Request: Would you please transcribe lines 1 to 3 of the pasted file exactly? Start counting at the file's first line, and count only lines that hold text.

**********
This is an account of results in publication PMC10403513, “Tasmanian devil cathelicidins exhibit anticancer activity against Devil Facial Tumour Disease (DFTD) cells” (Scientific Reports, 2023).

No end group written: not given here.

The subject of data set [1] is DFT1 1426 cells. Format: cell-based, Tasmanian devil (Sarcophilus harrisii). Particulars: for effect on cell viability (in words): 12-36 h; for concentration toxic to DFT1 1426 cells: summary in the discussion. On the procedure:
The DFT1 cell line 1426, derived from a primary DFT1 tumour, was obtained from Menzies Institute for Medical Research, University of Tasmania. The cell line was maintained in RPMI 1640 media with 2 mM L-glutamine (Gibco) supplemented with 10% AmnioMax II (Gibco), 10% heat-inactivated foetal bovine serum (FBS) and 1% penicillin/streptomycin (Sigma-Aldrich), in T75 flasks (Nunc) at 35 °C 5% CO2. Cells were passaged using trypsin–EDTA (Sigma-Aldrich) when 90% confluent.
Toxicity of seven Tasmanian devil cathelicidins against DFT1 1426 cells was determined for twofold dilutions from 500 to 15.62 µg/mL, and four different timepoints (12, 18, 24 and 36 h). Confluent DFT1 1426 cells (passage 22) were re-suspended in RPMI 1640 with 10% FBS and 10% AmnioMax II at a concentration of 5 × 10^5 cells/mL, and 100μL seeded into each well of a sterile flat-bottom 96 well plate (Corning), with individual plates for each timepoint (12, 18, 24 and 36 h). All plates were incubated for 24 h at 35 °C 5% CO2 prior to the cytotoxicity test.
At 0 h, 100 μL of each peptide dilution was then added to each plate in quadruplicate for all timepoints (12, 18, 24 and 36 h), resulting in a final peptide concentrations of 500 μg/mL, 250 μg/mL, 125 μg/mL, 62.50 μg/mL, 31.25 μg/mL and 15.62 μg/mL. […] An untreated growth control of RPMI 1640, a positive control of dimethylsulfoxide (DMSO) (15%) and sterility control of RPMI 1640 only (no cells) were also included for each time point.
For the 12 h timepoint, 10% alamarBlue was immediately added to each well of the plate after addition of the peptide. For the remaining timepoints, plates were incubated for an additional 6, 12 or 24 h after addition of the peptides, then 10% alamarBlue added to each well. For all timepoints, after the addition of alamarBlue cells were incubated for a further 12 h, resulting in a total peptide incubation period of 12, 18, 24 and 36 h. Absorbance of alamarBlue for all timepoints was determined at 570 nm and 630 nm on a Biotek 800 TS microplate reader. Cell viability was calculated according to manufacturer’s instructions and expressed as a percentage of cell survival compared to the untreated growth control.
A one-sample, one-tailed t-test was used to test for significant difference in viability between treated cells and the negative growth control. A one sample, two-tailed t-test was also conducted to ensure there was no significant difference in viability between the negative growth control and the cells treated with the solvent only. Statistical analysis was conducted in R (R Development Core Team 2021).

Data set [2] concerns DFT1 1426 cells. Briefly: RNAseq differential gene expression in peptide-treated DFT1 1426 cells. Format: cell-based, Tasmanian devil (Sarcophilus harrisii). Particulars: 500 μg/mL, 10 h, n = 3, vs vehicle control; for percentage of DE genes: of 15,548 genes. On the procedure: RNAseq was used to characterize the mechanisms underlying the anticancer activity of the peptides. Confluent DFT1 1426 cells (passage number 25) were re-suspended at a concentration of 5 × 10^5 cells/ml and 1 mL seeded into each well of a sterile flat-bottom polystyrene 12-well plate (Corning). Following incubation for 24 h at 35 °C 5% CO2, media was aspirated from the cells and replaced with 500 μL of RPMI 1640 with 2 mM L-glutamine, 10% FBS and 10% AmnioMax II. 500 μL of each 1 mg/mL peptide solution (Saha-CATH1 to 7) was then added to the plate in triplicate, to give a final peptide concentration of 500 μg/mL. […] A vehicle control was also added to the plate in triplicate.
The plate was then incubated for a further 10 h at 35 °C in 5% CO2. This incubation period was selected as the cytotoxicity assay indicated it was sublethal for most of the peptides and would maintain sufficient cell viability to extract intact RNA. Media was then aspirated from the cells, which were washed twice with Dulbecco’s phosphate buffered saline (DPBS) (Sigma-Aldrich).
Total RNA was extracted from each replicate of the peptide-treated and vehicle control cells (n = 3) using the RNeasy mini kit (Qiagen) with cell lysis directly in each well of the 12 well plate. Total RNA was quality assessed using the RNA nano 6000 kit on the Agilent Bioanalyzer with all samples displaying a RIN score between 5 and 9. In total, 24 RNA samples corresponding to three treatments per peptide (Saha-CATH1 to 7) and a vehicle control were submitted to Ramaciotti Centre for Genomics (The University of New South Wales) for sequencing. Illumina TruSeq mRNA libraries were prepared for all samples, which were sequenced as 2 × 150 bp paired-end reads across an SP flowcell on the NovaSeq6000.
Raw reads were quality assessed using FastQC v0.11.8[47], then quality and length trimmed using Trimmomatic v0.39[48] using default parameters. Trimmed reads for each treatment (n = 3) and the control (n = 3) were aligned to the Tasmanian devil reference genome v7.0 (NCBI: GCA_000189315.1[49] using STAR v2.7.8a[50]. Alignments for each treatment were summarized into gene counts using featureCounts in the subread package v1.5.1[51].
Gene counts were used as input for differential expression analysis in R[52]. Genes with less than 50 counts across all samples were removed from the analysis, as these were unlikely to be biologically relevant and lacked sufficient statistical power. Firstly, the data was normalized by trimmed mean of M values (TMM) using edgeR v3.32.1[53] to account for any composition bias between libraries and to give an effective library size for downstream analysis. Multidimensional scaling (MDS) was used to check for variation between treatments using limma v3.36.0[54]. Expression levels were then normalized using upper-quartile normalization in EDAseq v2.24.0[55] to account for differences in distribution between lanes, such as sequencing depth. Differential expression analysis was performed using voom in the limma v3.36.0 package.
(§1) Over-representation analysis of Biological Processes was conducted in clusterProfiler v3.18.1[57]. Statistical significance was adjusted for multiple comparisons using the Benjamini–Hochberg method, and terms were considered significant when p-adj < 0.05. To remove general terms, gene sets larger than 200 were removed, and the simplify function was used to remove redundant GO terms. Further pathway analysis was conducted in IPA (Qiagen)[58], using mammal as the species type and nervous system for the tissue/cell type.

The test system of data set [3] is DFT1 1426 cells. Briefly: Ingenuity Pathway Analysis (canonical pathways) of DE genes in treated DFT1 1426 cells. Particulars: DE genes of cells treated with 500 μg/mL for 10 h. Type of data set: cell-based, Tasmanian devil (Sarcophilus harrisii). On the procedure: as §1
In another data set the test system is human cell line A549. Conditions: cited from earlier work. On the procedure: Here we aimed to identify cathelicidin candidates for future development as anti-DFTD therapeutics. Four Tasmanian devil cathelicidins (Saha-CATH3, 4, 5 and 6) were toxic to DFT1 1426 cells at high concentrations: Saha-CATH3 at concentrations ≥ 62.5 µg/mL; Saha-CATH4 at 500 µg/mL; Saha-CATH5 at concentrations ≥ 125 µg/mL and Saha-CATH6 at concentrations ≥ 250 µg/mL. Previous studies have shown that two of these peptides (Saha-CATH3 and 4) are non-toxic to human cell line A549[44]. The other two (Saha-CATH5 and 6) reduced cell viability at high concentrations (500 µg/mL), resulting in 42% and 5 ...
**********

This is an account of results in publication PMC10403513, “Tasmanian devil cathelicidins exhibit anticancer activity against Devil Facial Tumour Disease (DFTD) cells” (Scientific Reports, 2023).

No end group written: not given here.

The subject of data set [1] is DFT1 1426 cells. Format: cell-based, Tasmanian devil (Sarcophilus harrisii). Particulars: for effect on cell viability (in words): 12-36 h; for concentration toxic to DFT1 1426 cells: summary in the discussion. On the procedure: